Magnetic field of permanent magnet


by inkpot
Tags: field, magnet, magnetic, permanent
inkpot
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#1
Mar9-12, 05:12 PM
P: 11
Is it possible to estimate the magnetic field strength of a permanent magnet from the heaviest weight that the magnet can lift? The heaviest weight that can be lifted can be found by trial and error.

Any comments or suggestions appreciated.

Best regards,
inkpot
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Vorde
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#2
Mar9-12, 09:51 PM
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I don't know much about electromagnetism, so I'm not sure if there is another equation unknown to me that makes this easier, but you the acceleration due to gravity is appox. 9.8 m/s^2 at ground level. For an object to be lifted straight up by a magnet the acceleration due to the magnet has to be > than 9.8 m/s^2.

Using Newton's second law of motion and the known masses of objects, you can guess at the force that is being applied, though if you had a laser accelerometer (which aren't cheap, but many high schools might have them) you could know far more accurately.
math_way
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#3
Mar10-12, 01:23 AM
P: 21
Hi inkpot,

As far as i know, there is'nt any formula you can apply to find magnetic field, unless there is an electric charge.

If there is an electric charge, then

Field strength = Magnetic Force/(charge * velocity)

Hence I am assuming, its not possible to accurately determine the Magnetic field strength, of a magnet, based on the heaviest load it can carry, as there are other factors that affect magnetic field, and only by using this formula will you be able to determine the field strength.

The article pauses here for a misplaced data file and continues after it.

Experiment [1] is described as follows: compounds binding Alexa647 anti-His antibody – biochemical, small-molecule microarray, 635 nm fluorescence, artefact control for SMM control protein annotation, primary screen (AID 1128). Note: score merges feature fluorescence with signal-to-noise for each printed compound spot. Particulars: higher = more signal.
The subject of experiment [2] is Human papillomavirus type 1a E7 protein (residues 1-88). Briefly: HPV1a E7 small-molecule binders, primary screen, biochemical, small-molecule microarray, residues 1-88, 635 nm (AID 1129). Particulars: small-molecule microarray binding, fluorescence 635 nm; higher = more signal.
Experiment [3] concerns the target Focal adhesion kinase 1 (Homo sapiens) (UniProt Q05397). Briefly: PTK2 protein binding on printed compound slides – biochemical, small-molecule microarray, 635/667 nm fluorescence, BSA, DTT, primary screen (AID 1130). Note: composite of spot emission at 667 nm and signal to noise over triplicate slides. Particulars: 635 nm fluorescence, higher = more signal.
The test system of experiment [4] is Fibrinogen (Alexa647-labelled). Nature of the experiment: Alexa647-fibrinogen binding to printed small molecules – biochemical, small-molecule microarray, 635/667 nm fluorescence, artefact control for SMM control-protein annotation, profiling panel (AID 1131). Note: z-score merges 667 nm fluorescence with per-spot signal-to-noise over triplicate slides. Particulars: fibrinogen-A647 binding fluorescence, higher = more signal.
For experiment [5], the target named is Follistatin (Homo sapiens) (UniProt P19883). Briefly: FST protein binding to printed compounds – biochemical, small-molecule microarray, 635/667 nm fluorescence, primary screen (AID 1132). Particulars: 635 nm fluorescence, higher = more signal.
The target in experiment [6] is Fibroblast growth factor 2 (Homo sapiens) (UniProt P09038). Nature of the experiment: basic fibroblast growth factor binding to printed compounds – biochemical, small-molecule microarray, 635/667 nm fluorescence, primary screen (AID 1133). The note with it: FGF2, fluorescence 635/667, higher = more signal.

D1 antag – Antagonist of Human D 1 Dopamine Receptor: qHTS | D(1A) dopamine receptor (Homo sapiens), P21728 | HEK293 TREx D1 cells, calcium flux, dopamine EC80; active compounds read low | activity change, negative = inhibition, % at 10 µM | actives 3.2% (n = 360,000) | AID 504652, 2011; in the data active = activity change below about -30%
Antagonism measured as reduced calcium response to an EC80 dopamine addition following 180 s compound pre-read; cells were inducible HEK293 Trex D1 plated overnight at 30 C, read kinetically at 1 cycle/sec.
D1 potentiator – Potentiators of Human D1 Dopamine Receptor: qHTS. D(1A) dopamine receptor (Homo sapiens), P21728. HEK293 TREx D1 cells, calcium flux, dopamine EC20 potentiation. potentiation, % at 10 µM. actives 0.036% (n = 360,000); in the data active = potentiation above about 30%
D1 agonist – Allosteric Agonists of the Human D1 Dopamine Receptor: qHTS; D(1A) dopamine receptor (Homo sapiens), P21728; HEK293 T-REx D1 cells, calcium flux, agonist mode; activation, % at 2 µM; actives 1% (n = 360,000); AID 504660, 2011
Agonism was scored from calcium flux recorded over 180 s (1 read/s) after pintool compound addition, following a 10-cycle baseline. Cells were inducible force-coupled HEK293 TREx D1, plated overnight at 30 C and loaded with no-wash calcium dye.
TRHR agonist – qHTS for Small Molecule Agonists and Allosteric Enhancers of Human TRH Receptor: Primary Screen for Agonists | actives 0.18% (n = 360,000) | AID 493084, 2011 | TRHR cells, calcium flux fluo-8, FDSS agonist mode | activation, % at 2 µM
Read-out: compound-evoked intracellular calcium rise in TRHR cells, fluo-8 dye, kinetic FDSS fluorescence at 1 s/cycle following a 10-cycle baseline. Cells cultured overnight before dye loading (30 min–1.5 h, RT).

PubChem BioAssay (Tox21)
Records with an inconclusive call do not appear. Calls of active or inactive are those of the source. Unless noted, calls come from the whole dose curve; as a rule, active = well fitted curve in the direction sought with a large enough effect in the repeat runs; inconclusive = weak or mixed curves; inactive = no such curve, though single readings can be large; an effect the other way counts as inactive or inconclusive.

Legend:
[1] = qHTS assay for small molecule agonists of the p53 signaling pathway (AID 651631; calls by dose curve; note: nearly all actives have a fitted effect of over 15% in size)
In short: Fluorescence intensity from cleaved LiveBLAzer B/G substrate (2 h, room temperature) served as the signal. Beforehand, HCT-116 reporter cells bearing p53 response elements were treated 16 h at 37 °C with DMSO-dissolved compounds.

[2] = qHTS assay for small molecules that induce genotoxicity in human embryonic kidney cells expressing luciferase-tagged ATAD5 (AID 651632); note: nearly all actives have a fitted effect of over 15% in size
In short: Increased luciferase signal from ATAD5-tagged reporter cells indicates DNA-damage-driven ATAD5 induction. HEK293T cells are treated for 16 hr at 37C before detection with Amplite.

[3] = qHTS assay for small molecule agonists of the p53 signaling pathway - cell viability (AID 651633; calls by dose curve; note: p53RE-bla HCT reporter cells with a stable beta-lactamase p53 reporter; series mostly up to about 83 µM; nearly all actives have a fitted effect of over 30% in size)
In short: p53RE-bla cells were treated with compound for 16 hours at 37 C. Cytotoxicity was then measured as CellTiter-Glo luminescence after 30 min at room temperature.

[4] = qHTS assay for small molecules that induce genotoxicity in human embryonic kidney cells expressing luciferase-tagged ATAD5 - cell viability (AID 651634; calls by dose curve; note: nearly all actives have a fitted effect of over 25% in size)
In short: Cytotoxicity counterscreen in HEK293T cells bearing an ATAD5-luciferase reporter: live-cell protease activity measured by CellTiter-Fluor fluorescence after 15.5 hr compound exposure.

regards,
math_way

inkpot
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#4
Mar10-12, 06:44 AM
P: 11

Magnetic field of permanent magnet


As the magnet in question is a permanent one why is it necessary for an electric charge to be present in the equation relating field strength and force?

Is there a good source on the fundamental nature of magnetism that anybody could suggest?

There is a very interesting discussion at http://www.physicsforums.com/showthread.php?t=3467

Best regards,
inkpot
lguasina
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#5
Mar19-12, 10:07 AM
P: 2
Hi.
An idea could be to use TWO permanent magnets aligned so that one repel the other.
When second magnet is "floating" over the first one with no motion the force on the first magnet is the wheight of the second !
This gives NOT info on the force of the magnet: we have to read also the distance at which the equilibrium is obtaied: the distance will be higher for a stronger magnet...
Unfortunately this distance depends also on the strenght of the second magnet.
If someone make experiments and find a formula... i will be hasppy to use it !

I have build a nice non-contact scale using two repelling magnets with a load cell below the first :-)

Luca
Khashishi
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#6
Mar19-12, 12:15 PM
P: 832
It depends on what you are lifting. You might be able to get a rough estimate by treating the bar magnet as a pair of magnetic monopoles. The magnet will induce a magnetic field in the material you are lifting, depending on the magnetic susceptibility of the material. A table for many material is found at http://www.kayelaby.npl.co.uk/genera...2_6/2_6_6.html